Just as too many Americans (and other people living in the largest industrial nations) farcically respond the grocery store when asked where does food come from, I think that those same people would respond the faucet if you asked them where their water comes from. Here in Cleveland my students are too often surprised to discover that their drinking water comes from Lake Erie. They think that that reality is nasty and they tell me that they’re sticking to bottled water.
We are too out of touch with our world. Indigenous peoples don’t have that problem and we need to listen to them.
Alex Paullin, reporting in A Harmonious Resistance Creates Global Solidarity for Standing Rock for National Geographic, writes:F
or more than a year, the Standing Rock Sioux Tribe has been at war with natural gas’s close comrade, Energy Transfer Partners, over the development of the controversial $3.8 billion Dakota Access Pipeline, which has frequently been referred to as “DAPL.” (Many resistance members call it “the Black Snake.”) The approved project designs developed by the U.S. Army Corps of Engineers and supported by the U.S. Government, have allowed ETP to push all the way through the state of North Dakota down to the edge of the Missouri River.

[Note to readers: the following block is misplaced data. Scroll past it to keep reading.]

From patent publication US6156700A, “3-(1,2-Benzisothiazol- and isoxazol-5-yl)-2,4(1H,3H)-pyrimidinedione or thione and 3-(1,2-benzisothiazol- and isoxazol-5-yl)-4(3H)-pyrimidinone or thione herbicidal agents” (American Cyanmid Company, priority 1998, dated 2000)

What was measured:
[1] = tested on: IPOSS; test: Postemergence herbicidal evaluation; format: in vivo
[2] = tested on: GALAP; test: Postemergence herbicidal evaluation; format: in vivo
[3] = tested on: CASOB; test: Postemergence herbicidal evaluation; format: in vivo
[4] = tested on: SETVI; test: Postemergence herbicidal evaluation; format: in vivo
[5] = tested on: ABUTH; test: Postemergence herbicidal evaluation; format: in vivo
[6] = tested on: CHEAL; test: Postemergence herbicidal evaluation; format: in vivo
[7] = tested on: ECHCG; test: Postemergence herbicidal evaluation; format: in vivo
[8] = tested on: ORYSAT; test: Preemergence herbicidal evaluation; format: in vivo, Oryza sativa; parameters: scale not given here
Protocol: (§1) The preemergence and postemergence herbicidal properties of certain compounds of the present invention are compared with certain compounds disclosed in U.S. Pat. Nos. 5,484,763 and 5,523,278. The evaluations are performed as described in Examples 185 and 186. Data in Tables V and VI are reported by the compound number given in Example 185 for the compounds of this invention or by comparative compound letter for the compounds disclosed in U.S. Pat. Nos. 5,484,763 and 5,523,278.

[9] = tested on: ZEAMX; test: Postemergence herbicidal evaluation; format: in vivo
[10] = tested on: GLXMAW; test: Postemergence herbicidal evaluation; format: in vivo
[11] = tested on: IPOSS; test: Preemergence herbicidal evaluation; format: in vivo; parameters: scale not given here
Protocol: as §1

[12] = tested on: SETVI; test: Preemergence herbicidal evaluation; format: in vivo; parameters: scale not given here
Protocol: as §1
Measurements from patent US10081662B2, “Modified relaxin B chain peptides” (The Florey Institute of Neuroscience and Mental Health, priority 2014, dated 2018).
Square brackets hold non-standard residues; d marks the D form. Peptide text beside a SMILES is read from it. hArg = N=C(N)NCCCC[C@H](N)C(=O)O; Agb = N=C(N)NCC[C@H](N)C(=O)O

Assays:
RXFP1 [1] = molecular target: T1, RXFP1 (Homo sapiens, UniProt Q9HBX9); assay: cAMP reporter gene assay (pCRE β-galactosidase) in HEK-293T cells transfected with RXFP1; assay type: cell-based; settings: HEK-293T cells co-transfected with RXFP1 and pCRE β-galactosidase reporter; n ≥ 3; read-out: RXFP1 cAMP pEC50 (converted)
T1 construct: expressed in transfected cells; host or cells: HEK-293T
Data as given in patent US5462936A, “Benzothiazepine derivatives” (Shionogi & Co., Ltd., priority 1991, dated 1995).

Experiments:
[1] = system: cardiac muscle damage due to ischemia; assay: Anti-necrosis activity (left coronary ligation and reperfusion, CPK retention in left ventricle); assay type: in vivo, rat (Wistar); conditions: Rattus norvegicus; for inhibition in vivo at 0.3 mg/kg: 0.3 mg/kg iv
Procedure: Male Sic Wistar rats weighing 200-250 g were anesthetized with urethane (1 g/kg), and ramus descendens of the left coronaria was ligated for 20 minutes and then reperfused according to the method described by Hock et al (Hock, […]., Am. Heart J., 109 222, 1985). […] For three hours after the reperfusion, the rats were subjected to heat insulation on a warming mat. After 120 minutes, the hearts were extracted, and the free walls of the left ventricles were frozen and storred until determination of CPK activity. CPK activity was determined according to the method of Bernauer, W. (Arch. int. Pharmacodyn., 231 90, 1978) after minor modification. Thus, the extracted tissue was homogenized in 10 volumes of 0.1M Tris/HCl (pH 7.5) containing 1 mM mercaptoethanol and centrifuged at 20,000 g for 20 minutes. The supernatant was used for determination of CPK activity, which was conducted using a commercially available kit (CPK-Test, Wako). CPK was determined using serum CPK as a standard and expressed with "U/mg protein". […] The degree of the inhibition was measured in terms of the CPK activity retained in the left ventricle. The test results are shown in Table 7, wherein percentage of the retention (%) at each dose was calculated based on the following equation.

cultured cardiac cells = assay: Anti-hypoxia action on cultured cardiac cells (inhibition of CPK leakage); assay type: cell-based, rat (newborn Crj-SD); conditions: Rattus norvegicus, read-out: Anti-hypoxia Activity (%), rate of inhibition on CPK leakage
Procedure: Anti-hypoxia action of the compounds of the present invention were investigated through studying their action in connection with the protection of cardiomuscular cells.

Despite their clear-cut plans, an unanticipated tribe of Native Americans sparked a spiritual resistance residing within the Sacred Stone and Oceti Sakowin campgrounds. The movement gained public attention and increased energy due to the high risk of a pipeline burst. If a leak were to occur, it could then contaminate drinking water for millions of people. As you can see, no longer was this just a local issue, environmental and human rights activists filed in from all over the world calling themselves the “Water Protectors.”
We don’t understand how little water in the world is actually potable and that the costs of cleaning up contaminated water can be astronomical. Protecting what we have is far cheaper than cleaning up the mess after we allow corporations to spit in our soup.